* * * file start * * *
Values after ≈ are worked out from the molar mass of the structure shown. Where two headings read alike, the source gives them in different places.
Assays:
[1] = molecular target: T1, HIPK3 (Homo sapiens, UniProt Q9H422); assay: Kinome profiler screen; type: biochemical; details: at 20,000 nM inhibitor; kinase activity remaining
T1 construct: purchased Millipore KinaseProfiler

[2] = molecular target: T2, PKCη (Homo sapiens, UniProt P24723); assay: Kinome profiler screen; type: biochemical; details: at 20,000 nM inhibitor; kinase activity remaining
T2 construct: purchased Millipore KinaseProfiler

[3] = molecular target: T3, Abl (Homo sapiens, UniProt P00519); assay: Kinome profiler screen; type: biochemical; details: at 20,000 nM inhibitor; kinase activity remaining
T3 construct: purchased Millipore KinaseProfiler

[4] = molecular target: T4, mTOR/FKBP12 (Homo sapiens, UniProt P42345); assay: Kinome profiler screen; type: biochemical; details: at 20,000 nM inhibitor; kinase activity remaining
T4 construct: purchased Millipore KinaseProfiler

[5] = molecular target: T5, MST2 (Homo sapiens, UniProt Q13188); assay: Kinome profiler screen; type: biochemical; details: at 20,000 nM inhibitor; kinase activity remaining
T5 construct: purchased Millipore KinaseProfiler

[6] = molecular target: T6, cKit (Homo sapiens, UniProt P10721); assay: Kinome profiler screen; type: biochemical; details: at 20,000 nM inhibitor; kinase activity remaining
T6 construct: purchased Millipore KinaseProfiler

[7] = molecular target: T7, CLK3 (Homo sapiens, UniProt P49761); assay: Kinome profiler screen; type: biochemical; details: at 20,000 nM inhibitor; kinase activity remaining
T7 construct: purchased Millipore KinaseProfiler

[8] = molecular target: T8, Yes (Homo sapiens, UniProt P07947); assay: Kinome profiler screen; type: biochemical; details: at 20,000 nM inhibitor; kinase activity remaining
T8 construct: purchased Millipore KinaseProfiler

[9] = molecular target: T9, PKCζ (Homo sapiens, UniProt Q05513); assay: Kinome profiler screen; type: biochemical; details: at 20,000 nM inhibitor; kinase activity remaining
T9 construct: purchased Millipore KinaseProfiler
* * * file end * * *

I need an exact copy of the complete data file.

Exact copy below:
Values after ≈ are worked out from the molar mass of the structure shown. Where two headings read alike, the source gives them in different places.
Assays:
[1] = molecular target: T1, HIPK3 (Homo sapiens, UniProt Q9H422); assay: Kinome profiler screen; type: biochemical; details: at 20,000 nM inhibitor; kinase activity remaining
T1 construct: purchased Millipore KinaseProfiler

[2] = molecular target: T2, PKCη (Homo sapiens, UniProt P24723); assay: Kinome profiler screen; type: biochemical; details: at 20,000 nM inhibitor; kinase activity remaining
T2 construct: purchased Millipore KinaseProfiler

[3] = molecular target: T3, Abl (Homo sapiens, UniProt P00519); assay: Kinome profiler screen; type: biochemical; details: at 20,000 nM inhibitor; kinase activity remaining
T3 construct: purchased Millipore KinaseProfiler

[4] = molecular target: T4, mTOR/FKBP12 (Homo sapiens, UniProt P42345); assay: Kinome profiler screen; type: biochemical; details: at 20,000 nM inhibitor; kinase activity remaining
T4 construct: purchased Millipore KinaseProfiler

[5] = molecular target: T5, MST2 (Homo sapiens, UniProt Q13188); assay: Kinome profiler screen; type: biochemical; details: at 20,000 nM inhibitor; kinase activity remaining
T5 construct: purchased Millipore KinaseProfiler

[6] = molecular target: T6, cKit (Homo sapiens, UniProt P10721); assay: Kinome profiler screen; type: biochemical; details: at 20,000 nM inhibitor; kinase activity remaining
T6 construct: purchased Millipore KinaseProfiler

[7] = molecular target: T7, CLK3 (Homo sapiens, UniProt P49761); assay: Kinome profiler screen; type: biochemical; details: at 20,000 nM inhibitor; kinase activity remaining
T7 construct: purchased Millipore KinaseProfiler

[8] = molecular target: T8, Yes (Homo sapiens, UniProt P07947); assay: Kinome profiler screen; type: biochemical; details: at 20,000 nM inhibitor; kinase activity remaining
T8 construct: purchased Millipore KinaseProfiler

[9] = molecular target: T9, PKCζ (Homo sapiens, UniProt Q05513); assay: Kinome profiler screen; type: biochemical; details: at 20,000 nM inhibitor; kinase activity remaining
T9 construct: purchased Millipore KinaseProfiler